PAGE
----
Paul  Weyrich

Too often voters in an election year wait to be asked by candidates for Congress for support. It should be the voters who put the candidates on the spot. This election is no exception. Conservatives have been fortunate during the past twelve years in having the numbers to influence the legislative process. The House and Senate leadership has learned to ignore at its peril the thinking of the conservative contingents. In this election we must make assure that the grassroots conservative viewpoint is not only heard but heeded if we are to continue wielding influence in Congress.

An important issue that many in Washington would prefer to ignore is our role in the United Nations (UN). This issue hits the bullseye with the conservative base, particularly those activists who realize the interest expressed by the UN's bureaucrats in international taxation.

Cliff Kincaid, the relentless researcher who is President of the pro-sovereignty America's Survival, details the UN's bureaucrats' interest in taxing America and the world for more revenue. His latest paper, "Growing Pressure for Global Taxes," is well worth reading this election year. Kincaid's meticulous research turned up a paper written by Peter Wahl, "From Concept to Reality: On the Present State of the Debate on International Taxes." Wahl, an official with a German nongovernmental organization (NGO), World Economy, Ecology & Development (WEED), writes:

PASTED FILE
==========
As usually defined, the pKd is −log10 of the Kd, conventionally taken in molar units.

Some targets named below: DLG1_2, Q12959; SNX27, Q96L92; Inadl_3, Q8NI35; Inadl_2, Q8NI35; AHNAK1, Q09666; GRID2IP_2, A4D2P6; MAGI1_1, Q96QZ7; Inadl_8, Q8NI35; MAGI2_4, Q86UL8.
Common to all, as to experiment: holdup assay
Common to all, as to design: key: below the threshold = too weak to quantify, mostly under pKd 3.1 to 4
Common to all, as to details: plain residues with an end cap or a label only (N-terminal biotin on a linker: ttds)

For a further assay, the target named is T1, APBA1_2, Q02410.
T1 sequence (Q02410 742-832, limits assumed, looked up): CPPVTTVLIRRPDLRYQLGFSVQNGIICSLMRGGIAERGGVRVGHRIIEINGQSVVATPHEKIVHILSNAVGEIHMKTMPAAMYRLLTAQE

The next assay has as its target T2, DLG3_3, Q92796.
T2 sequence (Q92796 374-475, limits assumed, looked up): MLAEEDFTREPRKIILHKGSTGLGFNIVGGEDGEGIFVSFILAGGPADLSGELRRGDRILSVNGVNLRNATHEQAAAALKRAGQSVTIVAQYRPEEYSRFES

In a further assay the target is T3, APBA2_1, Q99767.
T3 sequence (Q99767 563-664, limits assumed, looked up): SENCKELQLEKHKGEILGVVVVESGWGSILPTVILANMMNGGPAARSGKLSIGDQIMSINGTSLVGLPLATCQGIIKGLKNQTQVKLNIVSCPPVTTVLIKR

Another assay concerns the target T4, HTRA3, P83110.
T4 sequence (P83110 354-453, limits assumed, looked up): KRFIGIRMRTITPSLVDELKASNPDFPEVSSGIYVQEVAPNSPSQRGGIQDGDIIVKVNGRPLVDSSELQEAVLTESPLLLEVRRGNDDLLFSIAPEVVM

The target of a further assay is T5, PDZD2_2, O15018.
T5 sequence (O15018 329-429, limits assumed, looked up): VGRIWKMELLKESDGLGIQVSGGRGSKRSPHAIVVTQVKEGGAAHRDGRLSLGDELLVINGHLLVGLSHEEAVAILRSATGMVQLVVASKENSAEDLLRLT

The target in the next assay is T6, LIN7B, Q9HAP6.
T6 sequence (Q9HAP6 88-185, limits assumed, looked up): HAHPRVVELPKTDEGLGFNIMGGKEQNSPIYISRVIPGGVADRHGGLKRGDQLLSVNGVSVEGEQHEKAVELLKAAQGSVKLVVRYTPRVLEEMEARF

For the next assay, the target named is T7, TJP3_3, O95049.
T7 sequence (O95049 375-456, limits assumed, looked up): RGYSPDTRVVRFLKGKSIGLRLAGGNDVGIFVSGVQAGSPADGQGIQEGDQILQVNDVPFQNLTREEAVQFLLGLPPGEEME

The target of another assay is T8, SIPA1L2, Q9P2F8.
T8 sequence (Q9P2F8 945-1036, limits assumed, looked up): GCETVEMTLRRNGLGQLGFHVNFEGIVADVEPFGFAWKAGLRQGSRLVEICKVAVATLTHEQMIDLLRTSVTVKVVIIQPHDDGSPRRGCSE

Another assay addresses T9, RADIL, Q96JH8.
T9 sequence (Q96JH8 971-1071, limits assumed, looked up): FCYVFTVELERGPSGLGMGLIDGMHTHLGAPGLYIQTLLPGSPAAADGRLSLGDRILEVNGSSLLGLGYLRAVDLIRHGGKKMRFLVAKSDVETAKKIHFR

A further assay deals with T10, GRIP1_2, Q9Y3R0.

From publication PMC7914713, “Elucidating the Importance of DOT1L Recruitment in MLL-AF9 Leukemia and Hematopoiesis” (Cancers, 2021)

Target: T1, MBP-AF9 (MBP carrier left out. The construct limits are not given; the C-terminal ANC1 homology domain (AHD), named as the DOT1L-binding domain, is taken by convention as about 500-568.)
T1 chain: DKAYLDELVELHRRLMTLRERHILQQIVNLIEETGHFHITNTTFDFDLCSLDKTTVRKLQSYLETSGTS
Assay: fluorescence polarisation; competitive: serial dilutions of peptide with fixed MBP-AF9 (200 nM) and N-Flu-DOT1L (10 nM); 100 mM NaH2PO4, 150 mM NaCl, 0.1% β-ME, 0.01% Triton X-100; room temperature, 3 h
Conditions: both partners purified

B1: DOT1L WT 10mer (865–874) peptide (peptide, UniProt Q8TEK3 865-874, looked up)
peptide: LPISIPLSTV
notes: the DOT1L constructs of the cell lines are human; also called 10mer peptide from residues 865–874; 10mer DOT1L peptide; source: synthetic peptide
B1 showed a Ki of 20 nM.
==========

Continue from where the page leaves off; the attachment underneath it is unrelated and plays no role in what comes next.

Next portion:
"In 1996, a number of UN Development Programme staff members published a book...in which they proposed an international tax on currency transactions (the so-called Tobin tax.) The publication may be said to have opened the discussion on international taxes. Since then the debate has grown in intensity. This is not at all surprising. After all, taxes are not simply one economic variable among others.

"With their dual function - generating financial resources and serving as a means to achieve regulatory effects - taxes are a key instrument involved in giving shape to social processes."


Paul Weyrich

Paul M. Weyrich is the late Chairman and CEO of the Free Congress Research and Education Foundation.
 
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